Our Favorite Fun Food: Marshmallows
What do you get when you mix corn(玉米糖浆) syrup, sugar, gelatin(白明胶), and vanilla(香草), with a lot of hot air and a dash(少量) of corn starch(玉米淀粉)? … A fun food that has been at the enter of a sticky and often heated debate for decades.
Marshmallow(棉花糖,果浆软糖) Fan A: With marshmallows, they have to be burnt. There's no other way. That thing isn't on fire, it's not right.
Marshmallow Fan B: A lot of people burn 'em, and that kinda bugs(打扰) me. I don't, I don't like my marshmallows burnt and I don't like to see them flaming either. I like to just have mine a nice golden brown and soft in the middle.
Marshmallow Fan C: I don't bother cooking marshmallows. I just grab a handful and squish(压扁,压烂) them together and eat them 'till I get sick.
Would you believe the history of these campfire confections(糖果.蜜饯) dates back to ancient Egypt?
More than 4000 years ago the marshes along the Nile were teeming with mallow(锦葵属植物) plants. The roots of these "marsh mallows" produced an edible(可食用的) syrupy substance that was sweet to the taste.
Chris White (Sr. Brand manager, Favorite Brands, Inc.): The ancient Egyptians would extract(榨取,析取), from the mallow root, the sweet sticky substance, mold(塑造) it in to different shapes, and present it to royalty for them to eat at their leisure.
By the seventeenth century, some folks thought marshmallows had medicinal(医学的,药的) qualities. At one point, marshmallows were prescribed(处方，开药) as a sure-fire cure for more than fifty afflictions(痛苦,苦恼). But the marshmallow really didn't capture the public's imagination until the eighteen hundreds, when a Parisian confectioner(糖果商,糖果师傅) revolutionized the recipe.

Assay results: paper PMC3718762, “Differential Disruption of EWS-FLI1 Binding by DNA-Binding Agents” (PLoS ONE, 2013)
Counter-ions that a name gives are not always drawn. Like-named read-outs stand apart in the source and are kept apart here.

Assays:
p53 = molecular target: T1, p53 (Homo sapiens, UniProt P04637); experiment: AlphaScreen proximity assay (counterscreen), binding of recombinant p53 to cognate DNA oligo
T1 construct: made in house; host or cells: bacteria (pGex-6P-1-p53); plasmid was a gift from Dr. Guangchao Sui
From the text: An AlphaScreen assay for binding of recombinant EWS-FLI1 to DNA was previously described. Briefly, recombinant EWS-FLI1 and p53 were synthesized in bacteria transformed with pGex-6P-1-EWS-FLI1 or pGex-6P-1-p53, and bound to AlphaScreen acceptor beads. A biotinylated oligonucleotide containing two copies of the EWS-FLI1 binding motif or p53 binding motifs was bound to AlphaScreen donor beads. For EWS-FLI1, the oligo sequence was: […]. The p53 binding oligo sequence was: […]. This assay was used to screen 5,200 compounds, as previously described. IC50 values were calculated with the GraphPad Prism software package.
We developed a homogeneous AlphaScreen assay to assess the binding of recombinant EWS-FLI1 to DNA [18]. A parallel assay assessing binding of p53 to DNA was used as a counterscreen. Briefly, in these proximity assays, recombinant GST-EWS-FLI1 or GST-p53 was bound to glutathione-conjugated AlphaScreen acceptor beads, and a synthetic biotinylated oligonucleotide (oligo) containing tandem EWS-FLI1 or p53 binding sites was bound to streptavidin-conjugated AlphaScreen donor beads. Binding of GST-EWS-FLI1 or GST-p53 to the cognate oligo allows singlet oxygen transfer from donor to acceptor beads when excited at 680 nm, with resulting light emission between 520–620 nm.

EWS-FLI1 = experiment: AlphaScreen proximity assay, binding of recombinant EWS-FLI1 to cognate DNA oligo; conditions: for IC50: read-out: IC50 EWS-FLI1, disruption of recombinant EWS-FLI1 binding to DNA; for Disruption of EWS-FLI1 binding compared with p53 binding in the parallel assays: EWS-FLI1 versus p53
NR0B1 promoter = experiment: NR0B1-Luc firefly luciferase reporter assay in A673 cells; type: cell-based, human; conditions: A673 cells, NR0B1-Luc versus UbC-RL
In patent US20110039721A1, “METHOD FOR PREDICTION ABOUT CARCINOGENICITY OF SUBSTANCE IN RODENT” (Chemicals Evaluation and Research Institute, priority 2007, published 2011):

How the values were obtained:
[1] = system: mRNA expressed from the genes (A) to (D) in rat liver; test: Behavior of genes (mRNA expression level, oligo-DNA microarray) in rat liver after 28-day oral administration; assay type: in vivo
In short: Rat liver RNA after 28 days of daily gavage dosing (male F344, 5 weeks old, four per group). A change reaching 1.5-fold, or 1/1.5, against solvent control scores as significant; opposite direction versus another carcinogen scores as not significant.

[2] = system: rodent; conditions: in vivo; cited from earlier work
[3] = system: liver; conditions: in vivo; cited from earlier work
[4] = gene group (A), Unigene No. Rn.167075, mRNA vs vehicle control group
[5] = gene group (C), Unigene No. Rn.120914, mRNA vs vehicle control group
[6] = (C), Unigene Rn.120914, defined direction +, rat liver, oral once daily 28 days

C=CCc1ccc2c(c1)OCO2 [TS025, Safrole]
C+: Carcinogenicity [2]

Chris: By the late eighteen hundreds, the mallow root became very rare, very hard to get, and demand was so high for marshmallows that a lot of new ingredients, like gelatin, replaced the mallow root and made marshmallows a lot more consistent(一致的,调和的) and a lot more tasteful in form. And the result was that marshmallows became more plentiful and it wasn't just the royalty that could get marshmallows then.
In 1948, scientists invented the "jet-puffed" process, making an assembly-line marshmallow which would stay soft longer. Today, this "jet-puffed" factory in Henderson, Nevada, stamps out a large percentage of the hundred and twenty million pounds of tiny white sugar bombs eaten every year in America.
The process begins with a giant vat(大桶) of liquid sweeteners(甜料,甜味佐料) and flavorings that are blended into a thick marshmallow slurry(泥浆,浆). The mixture is pumped into tubes to be "jet-puffed." Here, high powered compressors(压缩物,压缩机) inject air into the creamy substance, fluffing(拍松,抖松) the mixture into miles of puffy rope, which are then dusted with corn starch. After that, they are cut into bite-size sections that give the marshmallows their shape. Once cut, they're cooled, separated, bagged, boxed and shipped.
Then they're torched, roasted, or eaten raw by millions of marshmallow fans around the world.